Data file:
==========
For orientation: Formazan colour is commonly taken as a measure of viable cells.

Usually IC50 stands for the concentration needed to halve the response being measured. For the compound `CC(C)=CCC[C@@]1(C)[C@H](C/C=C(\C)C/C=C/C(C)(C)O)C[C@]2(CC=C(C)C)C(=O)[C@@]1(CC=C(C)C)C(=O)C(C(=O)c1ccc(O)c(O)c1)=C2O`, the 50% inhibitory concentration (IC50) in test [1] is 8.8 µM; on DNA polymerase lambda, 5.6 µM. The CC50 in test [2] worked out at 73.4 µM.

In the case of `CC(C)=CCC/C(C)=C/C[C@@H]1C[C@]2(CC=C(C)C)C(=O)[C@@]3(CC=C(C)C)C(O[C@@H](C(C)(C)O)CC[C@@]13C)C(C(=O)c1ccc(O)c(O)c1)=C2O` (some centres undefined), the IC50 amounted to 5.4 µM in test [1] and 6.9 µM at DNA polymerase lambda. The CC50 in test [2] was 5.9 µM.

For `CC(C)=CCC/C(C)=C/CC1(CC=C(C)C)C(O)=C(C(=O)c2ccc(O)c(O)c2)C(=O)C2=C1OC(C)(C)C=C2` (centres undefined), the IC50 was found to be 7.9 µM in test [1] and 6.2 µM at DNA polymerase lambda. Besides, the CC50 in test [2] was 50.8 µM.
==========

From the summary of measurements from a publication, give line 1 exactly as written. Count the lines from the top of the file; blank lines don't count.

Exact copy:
For orientation: Formazan colour is commonly taken as a measure of viable cells.